“The San Francisco Cadets … held a picnic at Badger’s Park, Brooklyn, which was attended by an immense throng of people.”
“The German Fusileer Guard … at Damon’s Grove, Saucelito. The picnic was well attended and the trip over in the boat was enjoyed by all, being enlivened by selections from Italian music by itinerant harpists.”
“The German Dragoons … gave their picnic at Damon’s Grove, Saucelito, but nothing of interest occurred.”
“The Independent Rifles .. held a picnic at Scheutzen Park, Alameda. The picnic was well attended, and the absence of the “hoodlum” element, who generally patronize Sunday picnics, was noticeable, as no person of questionable appearance was admitted on the grounds.”
By 1871, hoodlums had apparently become a public nuisance. According to an article in the Daily Alta California,
“One of the eccentric developments of our style of civilization is the race of creatures variously known here as ‘Rowdies,’ ‘Jakeys’ or ‘Hoodlums.'” The genus is peculiar; it becomes manifest in youths from ten to twenty-one years of age … Your regular ‘Jakey’ is unmistakably advertised by his attire and personal appearance. He is baggy as to pantaloons, preternaturally high as to boot-heels, brilliant in plumage of waistcoat and neckerchief, bob-tailed as to coat; and the soap-lock, carefuly [sic] trained to lie flatly down over the forehead to the arch of the right eyebrow, proclaims the genus to which he belongs as indubitably as though he wore a lettered badge upon his brazen front … The more highly developed ‘Hoodlum’ finds his highest joy in the picnic and excursion to which he is a constant though uninvited guest. In the pastoral, defencelessness of the country the city rowdy has abundant opportunity for the exercise of his mischievous propensities. Last year many picnics and excursions were made wretched to the rightful participants by the brutal violence of the ‘Hoodlums’ who trailed behind. Ladies were grossly insulted; music and dancing were broken up by offensive antics and violence; fierce raids were made upon the provisions; and the pleasure-seekers who left the city for a day’s pleasure, came home at nightfall, weary with fruitless exasperation, wounded in unavoidable affrays, and persecuted to their homes by the ruffians who had pursued them all day.”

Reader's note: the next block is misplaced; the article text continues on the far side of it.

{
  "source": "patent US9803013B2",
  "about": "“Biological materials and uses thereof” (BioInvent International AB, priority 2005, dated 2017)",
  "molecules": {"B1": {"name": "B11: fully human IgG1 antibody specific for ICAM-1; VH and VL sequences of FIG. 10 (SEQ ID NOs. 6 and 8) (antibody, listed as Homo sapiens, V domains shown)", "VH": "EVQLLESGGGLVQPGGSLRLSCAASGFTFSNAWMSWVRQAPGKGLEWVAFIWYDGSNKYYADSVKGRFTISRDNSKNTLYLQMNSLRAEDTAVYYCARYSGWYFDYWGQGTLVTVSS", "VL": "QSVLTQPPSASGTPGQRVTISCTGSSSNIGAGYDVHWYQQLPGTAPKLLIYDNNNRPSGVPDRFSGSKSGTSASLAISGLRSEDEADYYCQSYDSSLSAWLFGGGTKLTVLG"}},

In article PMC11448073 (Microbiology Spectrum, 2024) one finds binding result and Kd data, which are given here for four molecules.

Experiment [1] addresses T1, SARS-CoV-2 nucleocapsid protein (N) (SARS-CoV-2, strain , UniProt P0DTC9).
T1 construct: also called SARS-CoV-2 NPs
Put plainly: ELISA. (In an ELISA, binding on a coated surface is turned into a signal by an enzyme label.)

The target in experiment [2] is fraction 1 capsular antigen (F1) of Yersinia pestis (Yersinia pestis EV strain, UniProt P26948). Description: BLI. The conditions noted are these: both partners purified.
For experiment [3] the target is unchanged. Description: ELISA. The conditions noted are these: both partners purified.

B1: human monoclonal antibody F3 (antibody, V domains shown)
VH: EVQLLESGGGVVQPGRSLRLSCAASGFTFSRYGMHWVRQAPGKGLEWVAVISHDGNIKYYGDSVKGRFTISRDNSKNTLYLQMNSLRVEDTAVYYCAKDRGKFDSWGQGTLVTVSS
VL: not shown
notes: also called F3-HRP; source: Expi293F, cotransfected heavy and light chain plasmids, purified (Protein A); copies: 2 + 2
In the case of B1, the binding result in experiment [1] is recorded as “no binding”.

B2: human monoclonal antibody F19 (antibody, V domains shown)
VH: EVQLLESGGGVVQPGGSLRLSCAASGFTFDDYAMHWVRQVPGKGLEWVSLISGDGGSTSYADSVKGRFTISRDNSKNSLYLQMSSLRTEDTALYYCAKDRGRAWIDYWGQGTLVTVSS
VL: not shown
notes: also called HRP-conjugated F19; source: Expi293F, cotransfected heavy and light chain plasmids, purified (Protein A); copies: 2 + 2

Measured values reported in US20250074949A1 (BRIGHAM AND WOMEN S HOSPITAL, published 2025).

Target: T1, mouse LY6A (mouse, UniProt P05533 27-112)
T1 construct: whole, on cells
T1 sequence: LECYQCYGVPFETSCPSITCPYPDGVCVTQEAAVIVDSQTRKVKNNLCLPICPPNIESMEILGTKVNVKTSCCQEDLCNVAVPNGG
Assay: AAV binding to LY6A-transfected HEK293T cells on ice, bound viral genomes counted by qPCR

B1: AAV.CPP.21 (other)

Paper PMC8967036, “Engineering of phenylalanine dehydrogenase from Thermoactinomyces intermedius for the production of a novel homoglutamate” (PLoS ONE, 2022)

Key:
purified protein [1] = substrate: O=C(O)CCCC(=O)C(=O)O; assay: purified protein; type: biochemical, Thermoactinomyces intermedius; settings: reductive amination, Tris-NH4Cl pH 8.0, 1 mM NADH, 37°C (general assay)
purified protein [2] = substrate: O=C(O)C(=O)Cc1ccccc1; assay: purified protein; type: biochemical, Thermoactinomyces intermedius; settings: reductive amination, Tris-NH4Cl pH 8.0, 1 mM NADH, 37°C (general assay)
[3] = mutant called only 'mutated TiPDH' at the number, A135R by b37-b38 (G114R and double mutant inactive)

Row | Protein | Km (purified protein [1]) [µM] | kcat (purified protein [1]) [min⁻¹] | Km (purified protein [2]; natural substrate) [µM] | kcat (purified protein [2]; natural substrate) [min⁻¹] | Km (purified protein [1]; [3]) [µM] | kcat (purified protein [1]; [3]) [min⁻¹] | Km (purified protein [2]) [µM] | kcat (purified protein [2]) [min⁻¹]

Seventeen years later, another article decried not only the hoodlum but the picnickers themselves. In the opinion of many ministers and religious citizens, the desecration of the Sabbath was a growing problem. Such “Sabbath-breaking” was most noticeable in the “gross and flagrant” Sunday picnic which, at the time of the writing, was in “full blast.” The number of residents in neighboring communities of San Francisco with anti-picnicker attitudes was growing. A gentleman of Petaluma complained that every Sunday during the season, “… fully a thousand riotous, dissolute, depraved hoodlums descend upon that otherwise orderly town and turn it into a perfect hell of vice, crime, and debauchery.”